One hundred years after his death, Isenschmid asks precisely this question in “The Elephant in the Room” – and concludes his essay with a reference to a letter which has unfortunately been lost to literary history. In this document, Marcel Proust would have one day written to his friend Emmanuel Berl: “Everyone has forgotten that I am a Jew. Not me.

This article was originally written in German.

Sahitya Aaj Tak Literature Festival returns to Delhi in November Tue, 15 Nov 2022 10:33:04 +0000

The 5th edition of the festival will be held at Major Dhyan Chand National Stadium in New Delhi on November 18, 19 and 20.

Aaj Tak, one of India’s most watched Hindi news channels, is reintroducing its popular literary program, Sahitya Aaj Tak. After a three-year hiatus due to Corona, the 5th edition of the show will be held at Major Dhyan Chand National Stadium in New Delhi on November 18, 19 and 20.

Sahitya Aaj Tak is a one-of-a-kind event that brings people together from the worlds of literature and culture. Conceptualized and designed by Aaj Tak, attendees of the three-day event can directly listen, watch and meet celebrities from the worlds of literature, art and culture with a variety of legendary talents under one roof. Admission to Sahitya Aaj Tak is free.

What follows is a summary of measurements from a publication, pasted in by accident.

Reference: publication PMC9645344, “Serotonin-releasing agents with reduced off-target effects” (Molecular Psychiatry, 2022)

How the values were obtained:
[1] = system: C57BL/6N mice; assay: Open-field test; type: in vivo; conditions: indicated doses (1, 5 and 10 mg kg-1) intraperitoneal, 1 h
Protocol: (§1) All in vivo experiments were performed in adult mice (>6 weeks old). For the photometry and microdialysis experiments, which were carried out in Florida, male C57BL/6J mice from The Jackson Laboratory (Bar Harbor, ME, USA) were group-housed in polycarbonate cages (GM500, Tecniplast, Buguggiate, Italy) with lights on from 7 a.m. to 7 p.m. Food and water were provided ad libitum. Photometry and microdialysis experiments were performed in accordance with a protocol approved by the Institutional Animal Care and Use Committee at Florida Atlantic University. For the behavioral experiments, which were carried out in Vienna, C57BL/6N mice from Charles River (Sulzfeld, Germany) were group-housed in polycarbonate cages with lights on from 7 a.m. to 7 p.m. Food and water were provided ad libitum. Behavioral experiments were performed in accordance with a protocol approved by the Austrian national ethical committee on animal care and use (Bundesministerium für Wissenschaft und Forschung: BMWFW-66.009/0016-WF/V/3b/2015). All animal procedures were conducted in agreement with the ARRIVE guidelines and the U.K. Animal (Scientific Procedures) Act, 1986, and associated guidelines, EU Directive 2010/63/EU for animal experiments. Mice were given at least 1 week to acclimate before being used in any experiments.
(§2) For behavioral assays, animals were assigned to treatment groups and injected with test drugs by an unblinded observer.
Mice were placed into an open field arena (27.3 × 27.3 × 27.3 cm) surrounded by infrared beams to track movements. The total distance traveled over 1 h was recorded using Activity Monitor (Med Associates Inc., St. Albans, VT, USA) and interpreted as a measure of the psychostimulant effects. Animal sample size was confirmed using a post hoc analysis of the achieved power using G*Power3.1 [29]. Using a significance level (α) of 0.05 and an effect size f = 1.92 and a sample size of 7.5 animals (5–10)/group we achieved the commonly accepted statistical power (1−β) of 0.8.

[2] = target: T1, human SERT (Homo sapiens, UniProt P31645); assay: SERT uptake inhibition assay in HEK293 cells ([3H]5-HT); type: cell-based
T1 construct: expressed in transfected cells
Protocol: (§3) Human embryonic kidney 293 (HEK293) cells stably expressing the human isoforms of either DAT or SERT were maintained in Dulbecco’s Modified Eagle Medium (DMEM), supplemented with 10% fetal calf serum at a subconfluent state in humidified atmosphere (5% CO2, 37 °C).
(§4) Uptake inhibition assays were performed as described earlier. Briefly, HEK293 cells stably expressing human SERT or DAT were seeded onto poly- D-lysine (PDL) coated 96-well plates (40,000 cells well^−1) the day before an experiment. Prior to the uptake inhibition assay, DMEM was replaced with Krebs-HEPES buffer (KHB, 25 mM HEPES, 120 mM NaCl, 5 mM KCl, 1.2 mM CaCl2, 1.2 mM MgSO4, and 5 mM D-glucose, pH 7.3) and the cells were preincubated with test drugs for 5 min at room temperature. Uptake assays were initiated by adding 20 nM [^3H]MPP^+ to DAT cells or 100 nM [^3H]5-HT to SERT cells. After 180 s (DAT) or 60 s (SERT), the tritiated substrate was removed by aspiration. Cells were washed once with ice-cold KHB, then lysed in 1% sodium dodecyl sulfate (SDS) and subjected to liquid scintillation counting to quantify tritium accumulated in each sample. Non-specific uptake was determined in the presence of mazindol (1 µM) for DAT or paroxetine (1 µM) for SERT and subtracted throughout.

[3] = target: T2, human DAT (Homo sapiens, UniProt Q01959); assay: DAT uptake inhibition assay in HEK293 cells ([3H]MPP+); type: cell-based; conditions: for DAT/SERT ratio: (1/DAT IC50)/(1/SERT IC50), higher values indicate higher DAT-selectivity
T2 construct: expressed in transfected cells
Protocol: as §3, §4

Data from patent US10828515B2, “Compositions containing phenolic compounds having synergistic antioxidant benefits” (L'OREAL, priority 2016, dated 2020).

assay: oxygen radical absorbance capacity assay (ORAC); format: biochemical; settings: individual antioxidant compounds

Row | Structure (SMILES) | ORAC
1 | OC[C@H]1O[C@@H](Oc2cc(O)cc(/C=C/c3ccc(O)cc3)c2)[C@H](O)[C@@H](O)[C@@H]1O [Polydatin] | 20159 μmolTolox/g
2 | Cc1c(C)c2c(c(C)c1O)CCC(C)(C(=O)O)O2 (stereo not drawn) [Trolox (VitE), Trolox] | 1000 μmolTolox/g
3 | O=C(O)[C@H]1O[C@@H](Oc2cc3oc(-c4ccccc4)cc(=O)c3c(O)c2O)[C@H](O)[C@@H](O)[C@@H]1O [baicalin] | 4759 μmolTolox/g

This unique festival linking different streams of Sahitya is one such effort of “Aaj Tak”, through which today’s youth and society can better understand and connect with the world of Sahitya. The program will include writers, scholars, composers, musicians, actors, columnists, business leaders, poets and theater artists whose work has left an impression on people over the years.

This year, the artists will once again come together on the same stage to share their thoughts, voices and performances with guests.

Sahitya Aaj Tak is a forum where one can challenge one’s mind with stimulating debates and engage with authors and their creations from all over India that have ignited your wanderlust. The event will also feature notable leaders and novelty and other budding conversations. The presence of movie stars will brighten up the already star-studded gathering of literary stars.

The festival will see the presence of artists like Kutle Khan, Afsana Khan, Murari Bapu, Kumar Vishwas, Waseem Barelvi, Shashi Tharoor and Manzar Bhoplai and many more. And live performances by B Praak and Asees Kaur will adorn Sahitya Aaj Tak.

Elon University / Today in Elon / Sigma Delta Pi Hispanic Honor Society Recognizes 10 Students Fri, 11 Nov 2022 21:48:38 +0000

The Sigma Delta Pi Honor Society recognizes students who excel in the study of the language, literature, and culture of the Spanish-speaking world.